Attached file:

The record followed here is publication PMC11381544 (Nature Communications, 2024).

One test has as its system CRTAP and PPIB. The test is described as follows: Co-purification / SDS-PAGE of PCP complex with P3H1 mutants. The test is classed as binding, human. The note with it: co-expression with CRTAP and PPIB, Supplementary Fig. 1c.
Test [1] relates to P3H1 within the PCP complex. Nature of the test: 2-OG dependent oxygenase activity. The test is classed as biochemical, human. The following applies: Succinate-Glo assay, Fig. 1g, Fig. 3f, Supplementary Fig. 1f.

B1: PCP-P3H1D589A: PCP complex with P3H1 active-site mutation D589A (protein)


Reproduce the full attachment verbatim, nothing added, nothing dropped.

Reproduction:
The record followed here is publication PMC11381544 (Nature Communications, 2024).

One test has as its system CRTAP and PPIB. The test is described as follows: Co-purification / SDS-PAGE of PCP complex with P3H1 mutants. The test is classed as binding, human. The note with it: co-expression with CRTAP and PPIB, Supplementary Fig. 1c.
Test [1] relates to P3H1 within the PCP complex. Nature of the test: 2-OG dependent oxygenase activity. The test is classed as biochemical, human. The following applies: Succinate-Glo assay, Fig. 1g, Fig. 3f, Supplementary Fig. 1f.

B1: PCP-P3H1D589A: PCP complex with P3H1 active-site mutation D589A (protein)